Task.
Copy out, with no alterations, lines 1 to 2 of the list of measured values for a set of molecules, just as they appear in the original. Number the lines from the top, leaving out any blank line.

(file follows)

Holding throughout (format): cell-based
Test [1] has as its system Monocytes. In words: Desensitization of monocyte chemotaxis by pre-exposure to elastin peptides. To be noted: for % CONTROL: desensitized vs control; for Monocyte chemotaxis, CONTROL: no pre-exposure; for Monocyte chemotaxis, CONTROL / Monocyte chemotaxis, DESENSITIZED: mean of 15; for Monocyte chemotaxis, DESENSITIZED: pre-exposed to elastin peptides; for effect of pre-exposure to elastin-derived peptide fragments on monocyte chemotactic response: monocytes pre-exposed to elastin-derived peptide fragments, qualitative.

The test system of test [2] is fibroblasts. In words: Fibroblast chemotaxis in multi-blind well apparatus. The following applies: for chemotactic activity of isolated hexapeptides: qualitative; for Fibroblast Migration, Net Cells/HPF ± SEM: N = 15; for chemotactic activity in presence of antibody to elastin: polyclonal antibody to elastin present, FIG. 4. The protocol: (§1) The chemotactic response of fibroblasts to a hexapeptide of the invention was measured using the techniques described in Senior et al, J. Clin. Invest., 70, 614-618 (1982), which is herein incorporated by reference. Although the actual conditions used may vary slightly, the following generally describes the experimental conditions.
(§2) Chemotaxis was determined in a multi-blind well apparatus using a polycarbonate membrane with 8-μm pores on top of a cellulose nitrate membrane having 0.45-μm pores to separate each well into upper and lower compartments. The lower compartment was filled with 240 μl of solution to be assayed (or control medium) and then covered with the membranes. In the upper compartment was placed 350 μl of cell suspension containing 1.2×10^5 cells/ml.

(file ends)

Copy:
Holding throughout (format): cell-based
Test [1] has as its system Monocytes. In words: Desensitization of monocyte chemotaxis by pre-exposure to elastin peptides. To be noted: for % CONTROL: desensitized vs control; for Monocyte chemotaxis, CONTROL: no pre-exposure; for Monocyte chemotaxis, CONTROL / Monocyte chemotaxis, DESENSITIZED: mean of 15; for Monocyte chemotaxis, DESENSITIZED: pre-exposed to elastin peptides; for effect of pre-exposure to elastin-derived peptide fragments on monocyte chemotactic response: monocytes pre-exposed to elastin-derived peptide fragments, qualitative.